Safe Deposit Box or Home Safe: Which is the Best Place for Your Valuables?
There are pros and cons for using either a safe deposit box at a bank or a home safe, including some things I’ll bet you’ve never thought of. I’m going to list a few ideas you need to be aware of so you can make an informed decision. After all, you don’t want to place your newly-acquired gold bullion, your heirlooms and expensive jewelry, or your important papers at risk.
Safe Deposit Box
Nothing in your safe deposit box is insured by the FDIC, nor is the bank liable for it. So be sure these items are included in your personal insurance policy, even if you have to add a rider (a personal-articles floater). Ask for language stating “we cover personal property owned or used by an insured while it is anywhere in the world” for your jewelry.
If there is a flood (remember Hurricane Katrina?), water will often get into the deposit box. Therefore, put all valuables into airtight zip-lock or Tupperware-type containers, and put your name on each container, before putting them in the safe deposit box, and keep a list of the container’s contents at another location.
If a bomb goes off in the safe deposit box area, or there is a big fire, your papers will quickly become ashes. Therefore, make photocopies of everything that is in the box. You might also consider putting documents into fire resistant document bags, such as U.S. Patrol JB5076 Fire Resistant Document Bag .
Take pictures of each item you put into the deposit box and keep them with the photocopies of the documents. You can also digitize the photos and scan in the documents so you can keep them in a file on your computer and also on a computer disk. Make two copies and send one of the disks to someone you trust for safe-keeping.
Do not keep anything in a safe deposit box that you might need immediate access to when the bank isn’t open (nights, holidays, weekends), such as your passport or a power of attorney.
According to David McGuinn, of the Houston-based company Safe Deposit Specialists, “There are no federal laws about what can or can’t be kept in a safe deposit box, there’s nothing the states can say about what you put in there.” Read your Safe Deposit Box Contract with the bank. It might specifically prohibit items such as explosives. He says that banks don’t monitor what’s in there because banks don’t look.
However, that isn’t always the case. If the police suspect that something illegal is being kept in there, they can get a court order to break into your safe deposit box and view the contents.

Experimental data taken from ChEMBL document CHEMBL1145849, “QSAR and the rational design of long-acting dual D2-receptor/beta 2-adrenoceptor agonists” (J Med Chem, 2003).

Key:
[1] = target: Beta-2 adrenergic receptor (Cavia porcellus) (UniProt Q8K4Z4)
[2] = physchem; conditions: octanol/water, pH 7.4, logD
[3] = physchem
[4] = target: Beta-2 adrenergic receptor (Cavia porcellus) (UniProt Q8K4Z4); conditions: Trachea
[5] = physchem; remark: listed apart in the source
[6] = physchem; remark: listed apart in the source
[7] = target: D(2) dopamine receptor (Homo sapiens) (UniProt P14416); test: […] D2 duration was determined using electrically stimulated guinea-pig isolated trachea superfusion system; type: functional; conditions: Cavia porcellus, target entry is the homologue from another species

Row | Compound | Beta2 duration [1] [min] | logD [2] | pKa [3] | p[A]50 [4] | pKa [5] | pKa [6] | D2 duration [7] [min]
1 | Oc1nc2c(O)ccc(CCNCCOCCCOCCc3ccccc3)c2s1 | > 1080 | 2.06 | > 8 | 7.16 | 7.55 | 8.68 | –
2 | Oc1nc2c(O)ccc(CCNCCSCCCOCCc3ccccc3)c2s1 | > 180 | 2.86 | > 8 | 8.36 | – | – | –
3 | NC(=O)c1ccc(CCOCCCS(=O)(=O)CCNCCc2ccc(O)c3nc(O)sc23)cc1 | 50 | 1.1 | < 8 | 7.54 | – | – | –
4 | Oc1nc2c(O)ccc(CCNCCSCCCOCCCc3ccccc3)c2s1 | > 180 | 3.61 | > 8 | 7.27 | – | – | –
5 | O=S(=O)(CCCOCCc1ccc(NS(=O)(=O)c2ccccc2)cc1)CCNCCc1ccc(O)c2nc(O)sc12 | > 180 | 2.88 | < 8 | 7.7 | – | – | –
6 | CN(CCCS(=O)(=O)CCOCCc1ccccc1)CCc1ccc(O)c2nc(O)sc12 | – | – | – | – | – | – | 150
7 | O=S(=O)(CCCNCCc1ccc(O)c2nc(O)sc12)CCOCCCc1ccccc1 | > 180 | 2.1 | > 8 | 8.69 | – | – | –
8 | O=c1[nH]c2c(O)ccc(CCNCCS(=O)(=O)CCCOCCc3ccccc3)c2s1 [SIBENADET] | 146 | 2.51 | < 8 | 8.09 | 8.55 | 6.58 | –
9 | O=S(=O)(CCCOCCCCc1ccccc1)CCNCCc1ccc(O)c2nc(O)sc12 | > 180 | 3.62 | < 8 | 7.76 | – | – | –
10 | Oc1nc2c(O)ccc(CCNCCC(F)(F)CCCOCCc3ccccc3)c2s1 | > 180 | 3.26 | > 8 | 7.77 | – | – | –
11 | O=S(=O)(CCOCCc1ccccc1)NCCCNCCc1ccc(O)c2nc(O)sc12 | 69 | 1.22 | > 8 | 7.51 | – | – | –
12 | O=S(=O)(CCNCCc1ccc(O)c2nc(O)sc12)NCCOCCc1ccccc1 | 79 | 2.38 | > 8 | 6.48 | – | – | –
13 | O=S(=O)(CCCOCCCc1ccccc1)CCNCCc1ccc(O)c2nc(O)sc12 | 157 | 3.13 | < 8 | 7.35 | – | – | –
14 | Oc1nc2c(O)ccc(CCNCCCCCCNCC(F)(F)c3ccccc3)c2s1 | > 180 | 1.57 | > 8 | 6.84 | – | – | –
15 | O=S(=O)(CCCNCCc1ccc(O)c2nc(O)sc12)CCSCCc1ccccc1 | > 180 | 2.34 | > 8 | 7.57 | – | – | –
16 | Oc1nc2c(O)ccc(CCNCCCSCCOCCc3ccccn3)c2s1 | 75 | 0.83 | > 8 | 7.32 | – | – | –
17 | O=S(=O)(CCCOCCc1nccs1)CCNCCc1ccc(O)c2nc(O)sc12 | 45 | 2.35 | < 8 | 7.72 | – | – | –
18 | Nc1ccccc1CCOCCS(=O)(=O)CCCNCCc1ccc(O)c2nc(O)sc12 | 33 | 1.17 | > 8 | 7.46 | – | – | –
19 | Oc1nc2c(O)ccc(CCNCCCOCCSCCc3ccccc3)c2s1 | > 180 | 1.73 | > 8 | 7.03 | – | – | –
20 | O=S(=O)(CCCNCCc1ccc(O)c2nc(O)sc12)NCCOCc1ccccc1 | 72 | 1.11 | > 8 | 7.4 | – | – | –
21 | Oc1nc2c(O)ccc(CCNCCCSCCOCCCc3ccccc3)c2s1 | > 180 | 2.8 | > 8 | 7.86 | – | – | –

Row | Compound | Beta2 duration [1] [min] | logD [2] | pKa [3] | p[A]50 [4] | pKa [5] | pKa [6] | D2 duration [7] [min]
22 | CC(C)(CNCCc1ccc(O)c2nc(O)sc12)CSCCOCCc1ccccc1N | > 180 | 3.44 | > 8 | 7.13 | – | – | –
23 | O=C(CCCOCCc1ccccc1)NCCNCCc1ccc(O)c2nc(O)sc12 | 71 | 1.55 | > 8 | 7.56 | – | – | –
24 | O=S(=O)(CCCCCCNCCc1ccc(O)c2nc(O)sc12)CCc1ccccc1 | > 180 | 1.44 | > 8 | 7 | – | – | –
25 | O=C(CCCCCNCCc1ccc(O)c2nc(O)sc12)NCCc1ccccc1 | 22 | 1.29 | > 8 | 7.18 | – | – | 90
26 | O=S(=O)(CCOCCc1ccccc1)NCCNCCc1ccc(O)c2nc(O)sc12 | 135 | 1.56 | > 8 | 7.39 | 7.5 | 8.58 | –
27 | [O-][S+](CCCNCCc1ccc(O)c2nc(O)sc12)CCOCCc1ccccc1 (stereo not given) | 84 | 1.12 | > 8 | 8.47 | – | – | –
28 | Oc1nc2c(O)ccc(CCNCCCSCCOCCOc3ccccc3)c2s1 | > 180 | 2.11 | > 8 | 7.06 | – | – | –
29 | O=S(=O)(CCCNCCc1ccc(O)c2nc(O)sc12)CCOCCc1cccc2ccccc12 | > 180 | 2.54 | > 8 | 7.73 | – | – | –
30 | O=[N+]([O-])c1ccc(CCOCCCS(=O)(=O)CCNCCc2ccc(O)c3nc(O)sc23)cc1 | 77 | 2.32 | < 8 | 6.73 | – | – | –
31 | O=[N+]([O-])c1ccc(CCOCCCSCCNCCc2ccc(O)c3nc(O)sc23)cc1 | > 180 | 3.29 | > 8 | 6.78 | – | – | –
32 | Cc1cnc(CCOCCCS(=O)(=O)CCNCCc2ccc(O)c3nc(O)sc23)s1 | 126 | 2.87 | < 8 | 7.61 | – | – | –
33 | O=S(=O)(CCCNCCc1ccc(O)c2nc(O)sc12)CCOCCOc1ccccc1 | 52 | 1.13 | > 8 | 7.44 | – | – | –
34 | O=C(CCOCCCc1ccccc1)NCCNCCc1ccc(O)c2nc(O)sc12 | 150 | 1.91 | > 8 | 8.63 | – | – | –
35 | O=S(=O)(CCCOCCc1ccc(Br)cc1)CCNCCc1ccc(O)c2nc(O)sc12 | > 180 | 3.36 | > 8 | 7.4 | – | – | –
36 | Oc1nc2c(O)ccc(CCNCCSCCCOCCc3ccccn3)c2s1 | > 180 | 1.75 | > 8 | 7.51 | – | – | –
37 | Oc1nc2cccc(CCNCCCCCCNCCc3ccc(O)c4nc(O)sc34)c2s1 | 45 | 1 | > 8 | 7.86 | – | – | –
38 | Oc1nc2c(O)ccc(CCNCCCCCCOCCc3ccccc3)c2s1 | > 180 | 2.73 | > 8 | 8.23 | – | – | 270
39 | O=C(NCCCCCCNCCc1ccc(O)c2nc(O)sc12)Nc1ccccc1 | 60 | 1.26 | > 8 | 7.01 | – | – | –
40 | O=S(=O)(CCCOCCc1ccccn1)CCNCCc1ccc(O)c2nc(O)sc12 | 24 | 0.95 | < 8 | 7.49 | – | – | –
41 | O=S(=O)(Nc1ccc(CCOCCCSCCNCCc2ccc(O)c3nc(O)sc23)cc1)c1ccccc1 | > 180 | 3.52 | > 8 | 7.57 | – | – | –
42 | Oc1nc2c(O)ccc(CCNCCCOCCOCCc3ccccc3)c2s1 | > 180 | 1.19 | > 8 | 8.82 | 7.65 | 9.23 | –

Also, if the bank considers your box abandoned, it can open your deposit box and auction off the contents and the state government can keep any money it finds or that results from the sale of the contents. They don’t have to notify you before doing this.
Do you think you’re protected if your box rent is paid up and you check on your box at least once a year? Probably, but not necessarily. The recent scandal in California involving Bank of America is a case in point. Read this article from Good Morning America before making a decision about whether to use a safe deposit box or to instead use a home safe.
The advantage of having a home safe is that you can access your valuables anytime you want to. Of course the disadvantage is that a thief could come into your home and walk off with your safe or force you to open it. On the other hand, that would only happen if the thief knows you have a home safe and knows where you have carefully hidden it. Therefore if you are confronted by a thief who wants your valuables, let him or her know that you keep them in your safe deposit box, even if you don’t have one!
All the same precautions apply as outlined in the safe deposit box section. Keep all valuables in airtight waterproof containers even if you have a “waterproof” safe. Keep a photocopy of all important documents in another location, including on a computer disk. Take photos of precious metals, jewelry, and other items and store them on a computer disk as well. Give a duplicate of the disk to a trusted friend for safekeeping. And make sure your valuables are covered in a rider on your insurance policy.
This is the place to keep your passport, power of attorney, some emergency cash, frequently-worn jewelry, and other items that you wouldn’t put in a safe deposit box even if you have one. In other words, one does not preclude the other; you can use both.
While they can be expensive, many home safes are actually very affordable. You want to get a fire-proof safe that is also waterproof. I’m going to list a few below, with links, so you can read more about ones that interest you. Notice that some of them have “1-Hour” or “2-Hour” in their names. This is the length of time the items within the safe will be completely protected if the safe itself is directly in a fire.
According to the National Fire Prevention Association, most residential fires last less than 30 minutes with fires lasting longer than one hour being rare.
If you have additional tips or information you’d like to share on this subject, please let me know in the Comment section!